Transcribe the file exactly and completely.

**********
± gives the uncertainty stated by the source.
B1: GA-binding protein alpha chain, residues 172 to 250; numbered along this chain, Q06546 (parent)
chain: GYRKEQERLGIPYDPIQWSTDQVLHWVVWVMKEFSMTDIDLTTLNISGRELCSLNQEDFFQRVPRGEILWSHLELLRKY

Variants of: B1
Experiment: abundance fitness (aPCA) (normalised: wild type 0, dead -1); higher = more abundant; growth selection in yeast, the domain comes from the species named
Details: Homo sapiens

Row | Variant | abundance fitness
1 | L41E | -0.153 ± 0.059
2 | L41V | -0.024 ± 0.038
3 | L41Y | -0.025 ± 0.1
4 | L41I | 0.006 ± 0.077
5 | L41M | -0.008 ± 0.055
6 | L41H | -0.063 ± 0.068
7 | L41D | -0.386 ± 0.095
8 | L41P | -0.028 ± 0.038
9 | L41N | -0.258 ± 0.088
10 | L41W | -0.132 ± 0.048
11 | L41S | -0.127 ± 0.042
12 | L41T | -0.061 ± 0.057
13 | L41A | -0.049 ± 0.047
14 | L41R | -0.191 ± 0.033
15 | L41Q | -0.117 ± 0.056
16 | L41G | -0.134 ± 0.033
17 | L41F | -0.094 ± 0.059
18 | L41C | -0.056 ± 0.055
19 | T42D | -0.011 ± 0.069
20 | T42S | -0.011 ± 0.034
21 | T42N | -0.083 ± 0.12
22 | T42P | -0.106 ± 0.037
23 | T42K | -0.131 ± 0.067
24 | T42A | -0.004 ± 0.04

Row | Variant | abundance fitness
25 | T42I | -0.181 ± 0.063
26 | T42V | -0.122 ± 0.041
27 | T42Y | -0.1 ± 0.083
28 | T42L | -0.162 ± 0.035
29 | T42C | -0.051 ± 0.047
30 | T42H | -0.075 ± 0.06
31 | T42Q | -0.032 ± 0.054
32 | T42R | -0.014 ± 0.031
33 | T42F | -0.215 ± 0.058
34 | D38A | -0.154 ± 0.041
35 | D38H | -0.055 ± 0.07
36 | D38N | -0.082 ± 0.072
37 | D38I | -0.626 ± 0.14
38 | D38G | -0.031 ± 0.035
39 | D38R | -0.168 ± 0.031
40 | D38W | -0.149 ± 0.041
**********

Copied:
± gives the uncertainty stated by the source.
B1: GA-binding protein alpha chain, residues 172 to 250; numbered along this chain, Q06546 (parent)
chain: GYRKEQERLGIPYDPIQWSTDQVLHWVVWVMKEFSMTDIDLTTLNISGRELCSLNQEDFFQRVPRGEILWSHLELLRKY

Variants of: B1
Experiment: abundance fitness (aPCA) (normalised: wild type 0, dead -1); higher = more abundant; growth selection in yeast, the domain comes from the species named
Details: Homo sapiens

Row | Variant | abundance fitness
1 | L41E | -0.153 ± 0.059
2 | L41V | -0.024 ± 0.038
3 | L41Y | -0.025 ± 0.1
4 | L41I | 0.006 ± 0.077
5 | L41M | -0.008 ± 0.055
6 | L41H | -0.063 ± 0.068
7 | L41D | -0.386 ± 0.095
8 | L41P | -0.028 ± 0.038
9 | L41N | -0.258 ± 0.088
10 | L41W | -0.132 ± 0.048
11 | L41S | -0.127 ± 0.042
12 | L41T | -0.061 ± 0.057
13 | L41A | -0.049 ± 0.047
14 | L41R | -0.191 ± 0.033
15 | L41Q | -0.117 ± 0.056
16 | L41G | -0.134 ± 0.033
17 | L41F | -0.094 ± 0.059
18 | L41C | -0.056 ± 0.055
19 | T42D | -0.011 ± 0.069
20 | T42S | -0.011 ± 0.034
21 | T42N | -0.083 ± 0.12
22 | T42P | -0.106 ± 0.037
23 | T42K | -0.131 ± 0.067
24 | T42A | -0.004 ± 0.04

Row | Variant | abundance fitness
25 | T42I | -0.181 ± 0.063
26 | T42V | -0.122 ± 0.041
27 | T42Y | -0.1 ± 0.083
28 | T42L | -0.162 ± 0.035
29 | T42C | -0.051 ± 0.047
30 | T42H | -0.075 ± 0.06
31 | T42Q | -0.032 ± 0.054
32 | T42R | -0.014 ± 0.031
33 | T42F | -0.215 ± 0.058
34 | D38A | -0.154 ± 0.041
35 | D38H | -0.055 ± 0.07
36 | D38N | -0.082 ± 0.072
37 | D38I | -0.626 ± 0.14
38 | D38G | -0.031 ± 0.035
39 | D38R | -0.168 ± 0.031
40 | D38W | -0.149 ± 0.041